How To Replace CV Boots:
(Applies to most Nissans except the Quest)
The simple gist of it: Put the front end of the car up on jack stands. Remove the left front wheel. Remove the retainer pin for the center hub nut. Remove the center hub nut (BIG breaker bar and 32 or 36 mm socket, car in park, 2nd person standing on the brake pedal). The 2 bolts that hold the strut to the spindle need to be removed. The ABS cable running around behind the strut needs to be unattached from the strut (so you dont break your ABS wires). The clip holding the brake line to the strut removed and the brake line unattached from the strut (neither of those 2 items need to be disconnected from their ends,only detached from the strut before removing the 2 bolts in the strut). Pry the spindle out of the strut mount.
Now, the whole brake rotor and spindle should move pretty freely. Slip the brake hose under the strut end to get it out of the way. Screw the large hub nut on until its outer edge is flush with the end of the threads. Hit it with a hammer (preferably deadblow with rubber head or plastic mallet) until it slides in. Rotate your steering wheel (left for the right axle and right for the left axle). Pull the axle the remainder of the way out of the spindle as you should be able to move the spindle around pretty easy. You would have had to have completed all that to do the axle as well.
Now, here’s how to get the joint off the shaft: Rotate your axle so the clamp that holds the boot on the shaft has its retainer pointing up. Both the inner clamp and outter clamps should have their retainers up. That is the trick to making this job a whole “hell of alot” easier. If it is still a factory axel, those clamps signify how the retainer clip on the axle is setting. It should be setting with its split up too. Now, make sure the boot is split all the way around so it will seperate in half. If it’s not, help it split the rest of the way. Now, take your hub nut and thread it back onto the shaft and grab the end with your hand (place your hand between the nut and the face of the CV joint for better grip). Smack the lip of the cv joint, boot side, with the boot half still on it till it pops off. Remove the boot pieces from the axel and the joint.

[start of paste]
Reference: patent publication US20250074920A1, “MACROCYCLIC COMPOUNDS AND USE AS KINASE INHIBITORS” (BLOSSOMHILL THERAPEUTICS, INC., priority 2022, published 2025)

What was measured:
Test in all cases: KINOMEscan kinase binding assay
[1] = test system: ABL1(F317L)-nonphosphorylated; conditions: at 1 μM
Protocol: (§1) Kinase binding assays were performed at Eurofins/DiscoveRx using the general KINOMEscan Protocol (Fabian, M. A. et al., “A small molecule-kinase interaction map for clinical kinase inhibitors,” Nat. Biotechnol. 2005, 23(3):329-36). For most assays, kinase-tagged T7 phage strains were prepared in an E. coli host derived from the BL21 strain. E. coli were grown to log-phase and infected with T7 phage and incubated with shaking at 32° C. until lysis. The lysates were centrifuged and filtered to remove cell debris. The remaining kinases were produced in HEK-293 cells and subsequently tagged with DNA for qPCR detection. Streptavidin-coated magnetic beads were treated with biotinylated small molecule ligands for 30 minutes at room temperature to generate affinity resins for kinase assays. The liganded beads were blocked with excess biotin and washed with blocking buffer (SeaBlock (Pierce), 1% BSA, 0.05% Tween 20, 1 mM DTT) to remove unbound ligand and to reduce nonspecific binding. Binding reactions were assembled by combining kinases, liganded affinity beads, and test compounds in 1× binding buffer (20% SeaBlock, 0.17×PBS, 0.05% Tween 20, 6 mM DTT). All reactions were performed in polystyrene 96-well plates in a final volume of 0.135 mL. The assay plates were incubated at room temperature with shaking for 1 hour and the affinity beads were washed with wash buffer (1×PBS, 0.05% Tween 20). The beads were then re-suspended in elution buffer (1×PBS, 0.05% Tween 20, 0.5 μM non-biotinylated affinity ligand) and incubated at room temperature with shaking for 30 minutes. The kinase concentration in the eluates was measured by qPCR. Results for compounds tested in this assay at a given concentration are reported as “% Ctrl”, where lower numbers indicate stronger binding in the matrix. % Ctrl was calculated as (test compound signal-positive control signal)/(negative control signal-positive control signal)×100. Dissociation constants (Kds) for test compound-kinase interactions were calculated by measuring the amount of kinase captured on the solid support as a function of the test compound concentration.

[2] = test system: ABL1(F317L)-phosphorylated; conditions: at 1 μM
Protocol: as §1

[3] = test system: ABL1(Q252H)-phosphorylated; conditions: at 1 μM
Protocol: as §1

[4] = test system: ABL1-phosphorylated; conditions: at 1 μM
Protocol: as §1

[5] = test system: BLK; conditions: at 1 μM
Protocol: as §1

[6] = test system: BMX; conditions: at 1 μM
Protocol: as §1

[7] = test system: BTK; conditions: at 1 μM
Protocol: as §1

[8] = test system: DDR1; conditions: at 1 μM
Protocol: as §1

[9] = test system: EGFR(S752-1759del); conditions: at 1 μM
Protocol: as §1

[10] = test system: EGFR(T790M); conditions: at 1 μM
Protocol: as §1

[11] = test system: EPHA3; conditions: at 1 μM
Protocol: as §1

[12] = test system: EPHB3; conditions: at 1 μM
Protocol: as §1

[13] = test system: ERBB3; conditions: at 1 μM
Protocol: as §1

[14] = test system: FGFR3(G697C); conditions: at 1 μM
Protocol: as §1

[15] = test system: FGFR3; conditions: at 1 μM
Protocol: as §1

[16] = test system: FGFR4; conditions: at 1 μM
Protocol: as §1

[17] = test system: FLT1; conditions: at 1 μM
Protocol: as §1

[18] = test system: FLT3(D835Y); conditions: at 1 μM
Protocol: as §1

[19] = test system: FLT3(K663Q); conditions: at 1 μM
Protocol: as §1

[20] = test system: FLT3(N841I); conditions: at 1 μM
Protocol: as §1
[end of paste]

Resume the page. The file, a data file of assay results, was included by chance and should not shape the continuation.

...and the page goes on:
Wipe the grease off the axel and slide the small clamp onto the axel. The new CV boot will need to be stretched a bit to get it on. Make sure the axel retainer clip has its gap toward the top at all times and dont let it catch the boot and get half cocked on the shaft. If it becomes distorted, it could make getting the cv joint back on really miserable. That clip is the worst part of this job and can make or break ya, so be sure it always will participate with what you are doing. Always have the gap in the clip up. Once you have the boot on the axel clamp it down in its original location. Repack your CV joint with the grease supplied with it. Now quick retainer clip check. Set up your CV joint on the axel and slide it on until it butts up against the clip. Make sure it’s on the axel straight. Your nut should still be on the joint at this point. Grab the joint in the same place while holding it with some pressure against the retainer clip. Smack it with the deadblow hammer or use a light hit with the sledge and it should pop on. You should not have to beat it on. If, after a couple of good hits, it hasn’t just popped on, you will need to pull it back off and see if the retainer clip rolled up onto the shaft and fix it. This whole process, without problems, should take about an hour with hand tools or 45 minutes with power tools.
I strongly recommend the factory boot too. It comes with a tube of grease to repack the CV joint. Also, the factory CV boot is a better quality then the aftermarket ones. This should not be done if the grease has mostly escaped and the remaining grease is all dried out. That would mean the bearing has suffered wear. It may not be clicking at the time but it may start after doing the boot.
Information provided by:NISTECH